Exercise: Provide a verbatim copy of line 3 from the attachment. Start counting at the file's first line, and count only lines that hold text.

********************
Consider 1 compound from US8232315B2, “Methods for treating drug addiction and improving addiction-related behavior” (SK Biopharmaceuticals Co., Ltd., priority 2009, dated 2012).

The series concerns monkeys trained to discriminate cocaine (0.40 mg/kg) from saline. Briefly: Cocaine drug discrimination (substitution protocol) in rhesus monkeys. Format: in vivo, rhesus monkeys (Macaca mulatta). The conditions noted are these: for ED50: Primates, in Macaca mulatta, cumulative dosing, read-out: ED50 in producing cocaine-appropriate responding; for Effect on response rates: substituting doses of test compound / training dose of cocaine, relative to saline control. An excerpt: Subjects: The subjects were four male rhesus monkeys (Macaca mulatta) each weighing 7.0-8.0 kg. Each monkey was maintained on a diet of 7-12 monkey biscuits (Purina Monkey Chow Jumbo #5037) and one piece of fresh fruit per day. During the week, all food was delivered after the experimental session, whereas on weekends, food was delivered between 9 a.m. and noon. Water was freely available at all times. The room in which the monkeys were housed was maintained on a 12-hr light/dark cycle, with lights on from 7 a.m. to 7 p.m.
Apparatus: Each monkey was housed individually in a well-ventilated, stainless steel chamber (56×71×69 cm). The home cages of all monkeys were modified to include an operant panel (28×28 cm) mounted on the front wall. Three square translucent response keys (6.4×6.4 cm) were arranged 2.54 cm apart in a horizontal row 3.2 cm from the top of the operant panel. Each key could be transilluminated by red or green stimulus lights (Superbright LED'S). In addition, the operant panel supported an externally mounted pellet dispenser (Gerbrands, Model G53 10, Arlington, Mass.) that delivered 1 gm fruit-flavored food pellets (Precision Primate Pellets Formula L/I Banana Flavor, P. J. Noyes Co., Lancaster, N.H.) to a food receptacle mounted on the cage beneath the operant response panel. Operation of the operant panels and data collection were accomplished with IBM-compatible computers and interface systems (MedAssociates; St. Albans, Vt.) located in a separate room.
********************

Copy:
Apparatus: Each monkey was housed individually in a well-ventilated, stainless steel chamber (56×71×69 cm). The home cages of all monkeys were modified to include an operant panel (28×28 cm) mounted on the front wall. Three square translucent response keys (6.4×6.4 cm) were arranged 2.54 cm apart in a horizontal row 3.2 cm from the top of the operant panel. Each key could be transilluminated by red or green stimulus lights (Superbright LED'S). In addition, the operant panel supported an externally mounted pellet dispenser (Gerbrands, Model G53 10, Arlington, Mass.) that delivered 1 gm fruit-flavored food pellets (Precision Primate Pellets Formula L/I Banana Flavor, P. J. Noyes Co., Lancaster, N.H.) to a food receptacle mounted on the cage beneath the operant response panel. Operation of the operant panels and data collection were accomplished with IBM-compatible computers and interface systems (MedAssociates; St. Albans, Vt.) located in a separate room.